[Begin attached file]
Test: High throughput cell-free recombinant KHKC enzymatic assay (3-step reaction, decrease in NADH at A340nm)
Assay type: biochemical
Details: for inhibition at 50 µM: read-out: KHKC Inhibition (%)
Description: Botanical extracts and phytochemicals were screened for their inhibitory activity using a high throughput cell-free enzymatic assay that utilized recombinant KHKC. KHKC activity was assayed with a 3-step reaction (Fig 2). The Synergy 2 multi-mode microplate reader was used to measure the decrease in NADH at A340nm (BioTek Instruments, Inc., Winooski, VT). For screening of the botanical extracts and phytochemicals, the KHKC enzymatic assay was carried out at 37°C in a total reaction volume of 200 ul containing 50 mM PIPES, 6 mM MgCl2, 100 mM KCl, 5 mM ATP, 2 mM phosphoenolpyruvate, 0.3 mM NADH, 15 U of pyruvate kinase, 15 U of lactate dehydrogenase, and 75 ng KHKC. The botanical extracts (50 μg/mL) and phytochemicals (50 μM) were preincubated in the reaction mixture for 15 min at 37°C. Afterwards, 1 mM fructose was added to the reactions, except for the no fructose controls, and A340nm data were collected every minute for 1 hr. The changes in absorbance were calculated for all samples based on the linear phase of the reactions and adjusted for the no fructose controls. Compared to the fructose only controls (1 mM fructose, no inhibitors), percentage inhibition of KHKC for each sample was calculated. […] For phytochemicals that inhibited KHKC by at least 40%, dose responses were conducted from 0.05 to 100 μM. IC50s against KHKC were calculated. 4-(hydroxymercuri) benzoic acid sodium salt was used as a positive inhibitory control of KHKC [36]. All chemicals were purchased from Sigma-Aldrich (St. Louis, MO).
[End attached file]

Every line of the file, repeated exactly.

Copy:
Test: High throughput cell-free recombinant KHKC enzymatic assay (3-step reaction, decrease in NADH at A340nm)
Assay type: biochemical
Details: for inhibition at 50 µM: read-out: KHKC Inhibition (%)
Description: Botanical extracts and phytochemicals were screened for their inhibitory activity using a high throughput cell-free enzymatic assay that utilized recombinant KHKC. KHKC activity was assayed with a 3-step reaction (Fig 2). The Synergy 2 multi-mode microplate reader was used to measure the decrease in NADH at A340nm (BioTek Instruments, Inc., Winooski, VT). For screening of the botanical extracts and phytochemicals, the KHKC enzymatic assay was carried out at 37°C in a total reaction volume of 200 ul containing 50 mM PIPES, 6 mM MgCl2, 100 mM KCl, 5 mM ATP, 2 mM phosphoenolpyruvate, 0.3 mM NADH, 15 U of pyruvate kinase, 15 U of lactate dehydrogenase, and 75 ng KHKC. The botanical extracts (50 μg/mL) and phytochemicals (50 μM) were preincubated in the reaction mixture for 15 min at 37°C. Afterwards, 1 mM fructose was added to the reactions, except for the no fructose controls, and A340nm data were collected every minute for 1 hr. The changes in absorbance were calculated for all samples based on the linear phase of the reactions and adjusted for the no fructose controls. Compared to the fructose only controls (1 mM fructose, no inhibitors), percentage inhibition of KHKC for each sample was calculated. […] For phytochemicals that inhibited KHKC by at least 40%, dose responses were conducted from 0.05 to 100 μM. IC50s against KHKC were calculated. 4-(hydroxymercuri) benzoic acid sodium salt was used as a positive inhibitory control of KHKC [36]. All chemicals were purchased from Sigma-Aldrich (St. Louis, MO).